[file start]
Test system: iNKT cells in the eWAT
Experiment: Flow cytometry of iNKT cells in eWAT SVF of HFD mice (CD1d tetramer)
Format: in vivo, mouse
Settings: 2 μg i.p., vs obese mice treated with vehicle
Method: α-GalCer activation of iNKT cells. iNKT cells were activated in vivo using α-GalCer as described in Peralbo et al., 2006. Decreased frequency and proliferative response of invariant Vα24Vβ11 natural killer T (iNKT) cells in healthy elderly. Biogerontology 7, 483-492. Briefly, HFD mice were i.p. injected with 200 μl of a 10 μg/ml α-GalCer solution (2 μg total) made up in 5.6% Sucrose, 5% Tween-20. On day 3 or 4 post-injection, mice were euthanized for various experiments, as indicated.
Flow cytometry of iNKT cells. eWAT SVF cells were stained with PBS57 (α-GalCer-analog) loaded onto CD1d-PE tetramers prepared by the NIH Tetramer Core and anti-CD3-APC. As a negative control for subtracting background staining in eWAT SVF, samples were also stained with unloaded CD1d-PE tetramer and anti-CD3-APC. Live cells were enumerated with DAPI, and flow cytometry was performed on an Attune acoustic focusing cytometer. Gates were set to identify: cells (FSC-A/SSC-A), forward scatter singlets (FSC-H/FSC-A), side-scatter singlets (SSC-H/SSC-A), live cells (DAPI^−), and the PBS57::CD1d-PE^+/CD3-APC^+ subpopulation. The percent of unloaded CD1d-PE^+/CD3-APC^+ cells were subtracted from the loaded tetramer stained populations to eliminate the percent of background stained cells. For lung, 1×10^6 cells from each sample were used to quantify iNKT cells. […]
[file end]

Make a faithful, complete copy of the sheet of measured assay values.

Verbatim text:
Test system: iNKT cells in the eWAT
Experiment: Flow cytometry of iNKT cells in eWAT SVF of HFD mice (CD1d tetramer)
Format: in vivo, mouse
Settings: 2 μg i.p., vs obese mice treated with vehicle
Method: α-GalCer activation of iNKT cells. iNKT cells were activated in vivo using α-GalCer as described in Peralbo et al., 2006. Decreased frequency and proliferative response of invariant Vα24Vβ11 natural killer T (iNKT) cells in healthy elderly. Biogerontology 7, 483-492. Briefly, HFD mice were i.p. injected with 200 μl of a 10 μg/ml α-GalCer solution (2 μg total) made up in 5.6% Sucrose, 5% Tween-20. On day 3 or 4 post-injection, mice were euthanized for various experiments, as indicated.
Flow cytometry of iNKT cells. eWAT SVF cells were stained with PBS57 (α-GalCer-analog) loaded onto CD1d-PE tetramers prepared by the NIH Tetramer Core and anti-CD3-APC. As a negative control for subtracting background staining in eWAT SVF, samples were also stained with unloaded CD1d-PE tetramer and anti-CD3-APC. Live cells were enumerated with DAPI, and flow cytometry was performed on an Attune acoustic focusing cytometer. Gates were set to identify: cells (FSC-A/SSC-A), forward scatter singlets (FSC-H/FSC-A), side-scatter singlets (SSC-H/SSC-A), live cells (DAPI^−), and the PBS57::CD1d-PE^+/CD3-APC^+ subpopulation. The percent of unloaded CD1d-PE^+/CD3-APC^+ cells were subtracted from the loaded tetramer stained populations to eliminate the percent of background stained cells. For lung, 1×10^6 cells from each sample were used to quantify iNKT cells. […]